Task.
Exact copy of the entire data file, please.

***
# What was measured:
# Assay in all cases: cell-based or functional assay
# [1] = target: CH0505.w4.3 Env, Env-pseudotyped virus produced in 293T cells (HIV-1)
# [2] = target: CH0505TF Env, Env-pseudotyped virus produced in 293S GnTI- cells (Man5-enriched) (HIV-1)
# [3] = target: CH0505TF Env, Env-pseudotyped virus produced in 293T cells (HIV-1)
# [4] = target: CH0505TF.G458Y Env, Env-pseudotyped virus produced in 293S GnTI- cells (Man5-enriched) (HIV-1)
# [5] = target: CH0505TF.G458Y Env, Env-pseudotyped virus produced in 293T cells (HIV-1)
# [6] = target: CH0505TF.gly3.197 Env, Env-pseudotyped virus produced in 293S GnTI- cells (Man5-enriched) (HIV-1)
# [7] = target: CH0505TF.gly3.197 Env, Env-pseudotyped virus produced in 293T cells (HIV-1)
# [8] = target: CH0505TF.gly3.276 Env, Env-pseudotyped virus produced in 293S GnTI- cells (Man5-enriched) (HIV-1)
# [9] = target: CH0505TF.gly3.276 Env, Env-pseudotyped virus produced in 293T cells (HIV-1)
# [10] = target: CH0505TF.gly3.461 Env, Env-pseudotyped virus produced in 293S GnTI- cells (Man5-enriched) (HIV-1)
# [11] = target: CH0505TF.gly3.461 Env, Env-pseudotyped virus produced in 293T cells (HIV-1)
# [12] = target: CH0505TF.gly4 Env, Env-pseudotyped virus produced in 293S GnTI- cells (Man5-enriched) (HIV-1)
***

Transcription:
# What was measured:
# Assay in all cases: cell-based or functional assay
# [1] = target: CH0505.w4.3 Env, Env-pseudotyped virus produced in 293T cells (HIV-1)
# [2] = target: CH0505TF Env, Env-pseudotyped virus produced in 293S GnTI- cells (Man5-enriched) (HIV-1)
# [3] = target: CH0505TF Env, Env-pseudotyped virus produced in 293T cells (HIV-1)
# [4] = target: CH0505TF.G458Y Env, Env-pseudotyped virus produced in 293S GnTI- cells (Man5-enriched) (HIV-1)
# [5] = target: CH0505TF.G458Y Env, Env-pseudotyped virus produced in 293T cells (HIV-1)
# [6] = target: CH0505TF.gly3.197 Env, Env-pseudotyped virus produced in 293S GnTI- cells (Man5-enriched) (HIV-1)
# [7] = target: CH0505TF.gly3.197 Env, Env-pseudotyped virus produced in 293T cells (HIV-1)
# [8] = target: CH0505TF.gly3.276 Env, Env-pseudotyped virus produced in 293S GnTI- cells (Man5-enriched) (HIV-1)
# [9] = target: CH0505TF.gly3.276 Env, Env-pseudotyped virus produced in 293T cells (HIV-1)
# [10] = target: CH0505TF.gly3.461 Env, Env-pseudotyped virus produced in 293S GnTI- cells (Man5-enriched) (HIV-1)
# [11] = target: CH0505TF.gly3.461 Env, Env-pseudotyped virus produced in 293T cells (HIV-1)
# [12] = target: CH0505TF.gly4 Env, Env-pseudotyped virus produced in 293S GnTI- cells (Man5-enriched) (HIV-1)